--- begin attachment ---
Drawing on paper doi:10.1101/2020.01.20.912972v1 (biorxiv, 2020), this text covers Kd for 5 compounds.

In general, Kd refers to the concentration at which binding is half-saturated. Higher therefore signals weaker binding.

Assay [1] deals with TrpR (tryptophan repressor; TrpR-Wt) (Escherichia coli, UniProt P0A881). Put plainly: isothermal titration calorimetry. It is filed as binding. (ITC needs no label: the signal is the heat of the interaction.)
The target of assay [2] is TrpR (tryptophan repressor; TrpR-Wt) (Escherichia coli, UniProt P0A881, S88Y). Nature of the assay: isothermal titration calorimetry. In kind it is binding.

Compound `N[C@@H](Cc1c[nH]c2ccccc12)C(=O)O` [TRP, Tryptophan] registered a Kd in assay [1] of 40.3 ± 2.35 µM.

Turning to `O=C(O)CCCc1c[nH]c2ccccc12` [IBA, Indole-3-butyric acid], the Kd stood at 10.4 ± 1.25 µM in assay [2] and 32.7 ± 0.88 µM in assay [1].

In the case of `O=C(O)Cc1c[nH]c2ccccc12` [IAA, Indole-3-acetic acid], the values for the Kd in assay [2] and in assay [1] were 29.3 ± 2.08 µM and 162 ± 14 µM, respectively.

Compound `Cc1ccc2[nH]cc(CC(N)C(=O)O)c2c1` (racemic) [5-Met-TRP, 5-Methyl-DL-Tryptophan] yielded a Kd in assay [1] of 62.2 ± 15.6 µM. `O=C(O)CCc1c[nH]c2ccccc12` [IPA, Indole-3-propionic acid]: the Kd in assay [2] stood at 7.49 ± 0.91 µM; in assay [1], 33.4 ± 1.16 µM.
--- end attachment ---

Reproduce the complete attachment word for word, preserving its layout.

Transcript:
Drawing on paper doi:10.1101/2020.01.20.912972v1 (biorxiv, 2020), this text covers Kd for 5 compounds.

In general, Kd refers to the concentration at which binding is half-saturated. Higher therefore signals weaker binding.

Assay [1] deals with TrpR (tryptophan repressor; TrpR-Wt) (Escherichia coli, UniProt P0A881). Put plainly: isothermal titration calorimetry. It is filed as binding. (ITC needs no label: the signal is the heat of the interaction.)
The target of assay [2] is TrpR (tryptophan repressor; TrpR-Wt) (Escherichia coli, UniProt P0A881, S88Y). Nature of the assay: isothermal titration calorimetry. In kind it is binding.

Compound `N[C@@H](Cc1c[nH]c2ccccc12)C(=O)O` [TRP, Tryptophan] registered a Kd in assay [1] of 40.3 ± 2.35 µM.

Turning to `O=C(O)CCCc1c[nH]c2ccccc12` [IBA, Indole-3-butyric acid], the Kd stood at 10.4 ± 1.25 µM in assay [2] and 32.7 ± 0.88 µM in assay [1].

In the case of `O=C(O)Cc1c[nH]c2ccccc12` [IAA, Indole-3-acetic acid], the values for the Kd in assay [2] and in assay [1] were 29.3 ± 2.08 µM and 162 ± 14 µM, respectively.

Compound `Cc1ccc2[nH]cc(CC(N)C(=O)O)c2c1` (racemic) [5-Met-TRP, 5-Methyl-DL-Tryptophan] yielded a Kd in assay [1] of 62.2 ± 15.6 µM. `O=C(O)CCc1c[nH]c2ccccc12` [IPA, Indole-3-propionic acid]: the Kd in assay [2] stood at 7.49 ± 0.91 µM; in assay [1], 33.4 ± 1.16 µM.